Day 130, 131. Friday 11th & Saturday 12th August. Girvan to Stranraer.
So, I've got myself in a pickle with my place names !!! The previous posts are all correct, appart from the names of the places in the titles which I have got mixed up !!! The trouble with getting behind with my homework and having to try to work out where I was and when !!! 😫 sorry if I have confused you but no harm done...
Anyway, where were we, or more to the point, where was I ??? Oh yes, I was standing on a hill looking out at this giant Christmas pudding sitting in the Firth of Clyde, Ailsa Craig, or Paddy's Milestone as it's more commonly known, being approximately the half way point of the sea journey between Belfast and Glasgow, a traditional route of emigration for many Irish labourers travelling to Scotland to seek work.
Now I'll bet you didn't know this. Ailsa Craig is one of only two places in the world where microgranite is quarried to make curling stones, the only other quarry being in Welshest Wales. Not a lot of people know that and I certainly didn't until I got chatting to an old fella sat on a bench puffing away on his pipe. That was the first time that day I sat down to get my boots off to air and powder my feet, the second time was in Girvan and an even more peculiar thing occurred. I'd walked through the campsite, I was hoping to pitch up and get a shower but the site looked like it had recently been bombed so I kept walking !!! 😳 I was sitting on a wall with my boots off and a lady shouted to me from the open window of a car that was sitting at the traffic lights. She just asked what charity I was walking for so I shouted back to her, The Masonic Charitable Foundation, the lights turned to green and they drove away. Odd, I thought...
I'd been given a contact number for the Secretary at Lodge St John's No. 237 in Girvan and after calling, Robert had agreed to meet me at 6pm outside the Lodge. What an amazing place, nothing to look at from the outside but the internal wall and ceiling paintings were incredible.
Another example of a truly unique Lodge building created and maintained by the brethren that meet there and being the Lodge Secretary, Robert was very proud to show me the first lodge minute book dating back to its first meeting after it was Consectrated in 1810. Thank you Robert, I'm very grateful to you for opening up for me.
I carried on walking south and when I'd had enough I found a nice quiet piece of grass tucked behind the public lavs, very handy and I had a lovely peaceful night.
Up and away early the next morning, I walked for a few miles before jumping on a bus to avoid a particularly dangerous stretch of road, it was only for a few miles but as I've said before, I don't want to die trying to achieve this challenge and some parts of this coast are impossible to walk along without using the fast moving roads. I was soon back on my feet and walking down the edge of Loch Ryan towards Stranraer when I got a message on my phone. The lady that shouted out of her car window yesterday in Girvan had gone home, searched for my online funding page and made a donation, she was now messaging me to offer me a bed a shower and a meal when I got to Stranraer. The incredible kindness of people never ceases to amaze me, Fiona and Matt only saw me because they were stopped at the traffic lights and here they were, inviting me, a complete stranger into their home. I graciously accepted their kind offer and agreed that I would message when I arrived in Stranraer that evening so Matt could pick me up.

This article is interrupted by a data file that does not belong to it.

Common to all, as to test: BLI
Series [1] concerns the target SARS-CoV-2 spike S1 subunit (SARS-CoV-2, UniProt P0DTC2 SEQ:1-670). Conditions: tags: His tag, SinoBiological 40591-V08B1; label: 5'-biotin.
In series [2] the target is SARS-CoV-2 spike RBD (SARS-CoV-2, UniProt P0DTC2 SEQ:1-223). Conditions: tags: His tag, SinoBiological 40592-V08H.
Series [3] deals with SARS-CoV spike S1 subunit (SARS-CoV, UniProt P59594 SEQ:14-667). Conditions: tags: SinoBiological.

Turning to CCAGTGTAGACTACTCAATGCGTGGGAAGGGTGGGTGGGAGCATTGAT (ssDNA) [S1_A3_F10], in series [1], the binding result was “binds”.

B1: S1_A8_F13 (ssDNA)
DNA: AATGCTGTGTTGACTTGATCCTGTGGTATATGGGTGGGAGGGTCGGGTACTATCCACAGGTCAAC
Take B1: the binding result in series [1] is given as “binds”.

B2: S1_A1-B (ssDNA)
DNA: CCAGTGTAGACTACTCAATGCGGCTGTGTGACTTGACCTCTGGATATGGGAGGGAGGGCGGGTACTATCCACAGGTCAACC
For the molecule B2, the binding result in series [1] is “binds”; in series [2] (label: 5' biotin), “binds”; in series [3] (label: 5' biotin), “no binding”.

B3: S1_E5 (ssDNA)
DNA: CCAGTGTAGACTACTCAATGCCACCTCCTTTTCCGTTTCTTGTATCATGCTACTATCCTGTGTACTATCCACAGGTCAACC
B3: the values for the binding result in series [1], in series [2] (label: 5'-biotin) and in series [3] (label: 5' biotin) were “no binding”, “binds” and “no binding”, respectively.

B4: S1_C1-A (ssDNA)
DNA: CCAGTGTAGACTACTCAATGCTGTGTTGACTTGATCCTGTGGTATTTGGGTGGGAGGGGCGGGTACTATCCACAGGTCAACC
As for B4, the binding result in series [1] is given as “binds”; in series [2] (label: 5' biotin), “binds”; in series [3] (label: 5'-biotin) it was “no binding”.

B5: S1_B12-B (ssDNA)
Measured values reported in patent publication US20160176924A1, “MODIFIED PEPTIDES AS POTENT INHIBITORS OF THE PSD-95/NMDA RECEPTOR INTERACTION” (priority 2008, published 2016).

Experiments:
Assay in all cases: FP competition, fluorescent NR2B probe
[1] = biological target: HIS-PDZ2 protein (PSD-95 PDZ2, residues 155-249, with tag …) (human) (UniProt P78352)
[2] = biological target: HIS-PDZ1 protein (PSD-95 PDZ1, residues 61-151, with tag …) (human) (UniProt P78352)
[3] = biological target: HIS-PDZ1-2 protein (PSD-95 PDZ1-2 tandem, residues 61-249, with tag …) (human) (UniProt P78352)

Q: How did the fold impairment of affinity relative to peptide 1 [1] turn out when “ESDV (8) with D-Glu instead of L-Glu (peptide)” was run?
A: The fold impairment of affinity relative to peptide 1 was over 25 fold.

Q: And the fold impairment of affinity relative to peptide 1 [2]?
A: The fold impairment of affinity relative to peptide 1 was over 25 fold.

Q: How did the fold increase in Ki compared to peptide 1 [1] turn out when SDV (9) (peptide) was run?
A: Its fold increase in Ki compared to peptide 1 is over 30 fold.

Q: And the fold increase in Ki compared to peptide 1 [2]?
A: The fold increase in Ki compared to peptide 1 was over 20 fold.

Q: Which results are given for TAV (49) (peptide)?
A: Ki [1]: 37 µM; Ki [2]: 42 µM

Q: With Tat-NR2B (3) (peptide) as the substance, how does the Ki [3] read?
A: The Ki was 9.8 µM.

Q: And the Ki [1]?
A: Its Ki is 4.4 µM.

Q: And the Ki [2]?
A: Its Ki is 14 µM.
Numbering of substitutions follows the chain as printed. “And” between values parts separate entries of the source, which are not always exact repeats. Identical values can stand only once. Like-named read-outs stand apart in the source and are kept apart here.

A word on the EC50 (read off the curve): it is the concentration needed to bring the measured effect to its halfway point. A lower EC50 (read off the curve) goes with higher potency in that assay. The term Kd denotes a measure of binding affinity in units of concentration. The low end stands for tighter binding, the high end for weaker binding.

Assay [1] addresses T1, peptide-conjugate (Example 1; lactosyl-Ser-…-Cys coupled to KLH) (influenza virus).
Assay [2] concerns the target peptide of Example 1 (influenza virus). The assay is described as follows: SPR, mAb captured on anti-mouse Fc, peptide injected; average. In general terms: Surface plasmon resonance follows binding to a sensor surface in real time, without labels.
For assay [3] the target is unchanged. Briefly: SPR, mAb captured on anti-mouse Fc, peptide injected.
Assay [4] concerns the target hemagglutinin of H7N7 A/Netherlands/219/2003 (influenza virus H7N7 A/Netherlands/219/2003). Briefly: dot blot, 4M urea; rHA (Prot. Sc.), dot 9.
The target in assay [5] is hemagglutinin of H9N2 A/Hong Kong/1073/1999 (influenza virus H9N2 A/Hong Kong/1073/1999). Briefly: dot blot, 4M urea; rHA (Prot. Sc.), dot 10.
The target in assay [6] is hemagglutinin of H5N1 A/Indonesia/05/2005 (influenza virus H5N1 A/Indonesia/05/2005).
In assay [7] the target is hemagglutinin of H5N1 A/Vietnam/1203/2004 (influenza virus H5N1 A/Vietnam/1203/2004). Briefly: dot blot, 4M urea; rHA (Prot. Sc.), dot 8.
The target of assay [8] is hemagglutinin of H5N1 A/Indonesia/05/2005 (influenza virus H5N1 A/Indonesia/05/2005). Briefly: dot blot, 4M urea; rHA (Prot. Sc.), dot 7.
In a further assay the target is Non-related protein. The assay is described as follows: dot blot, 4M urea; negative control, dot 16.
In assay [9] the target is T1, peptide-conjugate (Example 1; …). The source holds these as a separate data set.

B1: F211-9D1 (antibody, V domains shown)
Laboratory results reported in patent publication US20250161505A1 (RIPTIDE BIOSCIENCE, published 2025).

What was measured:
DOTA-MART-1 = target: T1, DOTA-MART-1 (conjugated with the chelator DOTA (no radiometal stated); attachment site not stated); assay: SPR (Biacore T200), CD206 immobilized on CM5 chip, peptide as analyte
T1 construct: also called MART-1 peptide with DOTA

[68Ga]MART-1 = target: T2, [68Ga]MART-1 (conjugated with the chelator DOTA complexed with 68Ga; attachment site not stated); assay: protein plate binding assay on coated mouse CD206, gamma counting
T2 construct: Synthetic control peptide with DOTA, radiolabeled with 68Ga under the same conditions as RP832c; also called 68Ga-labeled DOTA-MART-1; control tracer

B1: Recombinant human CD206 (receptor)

The Loch Ryan Coastal Path was a challenging boulder walk in places but preferable and much safer than walking on the roads. Lots of history here too, being the shortest sea route to Ireland it has been a prominent area for many years, a port in Roman times, it was General Wades Military Road in 1790 and in 1941 No. 2 Military Port was built just in case Liverpool or Clydeside became unusable due to enemy bombing. In this small area there were 8 Army camps, the Naval port and the main RAF flying boat repair and maintenance base was established in Wig Bay. Not to mention it was one of the main landing ports for American soldiers prior to the Normandy Landings... Over 4000 men were housed alone this main road at any given time, I'll bet there were some fun and games in the local ale houses on a Saturday night !!! 😬
I got into Stranraer just as the heavens opened and I managed to get under the porch of the local Argos, other shops were available but none had a big porch !!! I sent a message to Fiona who dispatched Matt to pick me up and within half and hour I was back at their house enjoying a hot shower followed by a full roast chicken dinner lovingly prepared by Matt. A couple of beers while we sat and chatted and I got to learn a little about my hosts, it turns out Matt would have probably lost his life while out walking if it wasn't for the skills of the Coastguard who found and recovered him after he had got caught out by the tide and an overhanging cliff had collapsed and fallen on him. When Matt had fully recovered he decided to do a series of physical challenges to raise funds for the organisation that saved his life. It was during these challenges that he was taken in and helped by complete strangers and that was the reason, while sitting at that red traffic light, that they decided to help me. They say what goes round comes round don't they and clearly today was my lucky day... I was tucked up in bed for just after 10pm, without the dogs and I'm pleased to say, even with all my allergies, I never woke up dead !!!
What absolutely amazing people, I can't thank Fiona and Matt enough for not only welcoming me into their home but for feeding me and giving me a lovely warm bed for the night.
Thanks guys, we will meet again and hopefully I will get the chance to repay your generous hospitality. 🥰😍